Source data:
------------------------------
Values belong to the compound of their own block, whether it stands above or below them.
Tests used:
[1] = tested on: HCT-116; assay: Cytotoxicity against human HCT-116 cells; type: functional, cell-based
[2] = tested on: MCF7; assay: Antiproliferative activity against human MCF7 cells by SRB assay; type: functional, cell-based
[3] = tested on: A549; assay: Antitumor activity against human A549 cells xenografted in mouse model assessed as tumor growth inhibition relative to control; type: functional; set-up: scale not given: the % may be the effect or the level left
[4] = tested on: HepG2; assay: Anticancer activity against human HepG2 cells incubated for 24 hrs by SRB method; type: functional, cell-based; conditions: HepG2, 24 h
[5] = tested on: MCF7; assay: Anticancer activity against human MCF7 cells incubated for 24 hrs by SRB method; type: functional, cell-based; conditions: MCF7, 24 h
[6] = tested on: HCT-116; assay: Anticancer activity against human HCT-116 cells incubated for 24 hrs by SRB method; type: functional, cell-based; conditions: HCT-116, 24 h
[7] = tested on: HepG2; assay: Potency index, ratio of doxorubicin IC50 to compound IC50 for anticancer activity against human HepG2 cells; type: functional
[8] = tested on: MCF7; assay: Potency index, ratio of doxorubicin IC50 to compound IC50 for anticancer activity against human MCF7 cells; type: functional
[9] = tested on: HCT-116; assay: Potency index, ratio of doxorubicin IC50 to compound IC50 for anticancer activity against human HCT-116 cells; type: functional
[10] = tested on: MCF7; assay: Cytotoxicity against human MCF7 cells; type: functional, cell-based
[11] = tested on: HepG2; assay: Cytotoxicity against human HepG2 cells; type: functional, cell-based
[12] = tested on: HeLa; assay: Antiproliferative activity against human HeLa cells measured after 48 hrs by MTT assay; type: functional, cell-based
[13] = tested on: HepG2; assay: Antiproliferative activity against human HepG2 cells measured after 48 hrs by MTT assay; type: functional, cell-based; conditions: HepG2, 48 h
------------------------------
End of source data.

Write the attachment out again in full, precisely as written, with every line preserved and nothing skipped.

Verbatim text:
Values belong to the compound of their own block, whether it stands above or below them.
Tests used:
[1] = tested on: HCT-116; assay: Cytotoxicity against human HCT-116 cells; type: functional, cell-based
[2] = tested on: MCF7; assay: Antiproliferative activity against human MCF7 cells by SRB assay; type: functional, cell-based
[3] = tested on: A549; assay: Antitumor activity against human A549 cells xenografted in mouse model assessed as tumor growth inhibition relative to control; type: functional; set-up: scale not given: the % may be the effect or the level left
[4] = tested on: HepG2; assay: Anticancer activity against human HepG2 cells incubated for 24 hrs by SRB method; type: functional, cell-based; conditions: HepG2, 24 h
[5] = tested on: MCF7; assay: Anticancer activity against human MCF7 cells incubated for 24 hrs by SRB method; type: functional, cell-based; conditions: MCF7, 24 h
[6] = tested on: HCT-116; assay: Anticancer activity against human HCT-116 cells incubated for 24 hrs by SRB method; type: functional, cell-based; conditions: HCT-116, 24 h
[7] = tested on: HepG2; assay: Potency index, ratio of doxorubicin IC50 to compound IC50 for anticancer activity against human HepG2 cells; type: functional
[8] = tested on: MCF7; assay: Potency index, ratio of doxorubicin IC50 to compound IC50 for anticancer activity against human MCF7 cells; type: functional
[9] = tested on: HCT-116; assay: Potency index, ratio of doxorubicin IC50 to compound IC50 for anticancer activity against human HCT-116 cells; type: functional
[10] = tested on: MCF7; assay: Cytotoxicity against human MCF7 cells; type: functional, cell-based
[11] = tested on: HepG2; assay: Cytotoxicity against human HepG2 cells; type: functional, cell-based
[12] = tested on: HeLa; assay: Antiproliferative activity against human HeLa cells measured after 48 hrs by MTT assay; type: functional, cell-based
[13] = tested on: HepG2; assay: Antiproliferative activity against human HepG2 cells measured after 48 hrs by MTT assay; type: functional, cell-based; conditions: HepG2, 48 h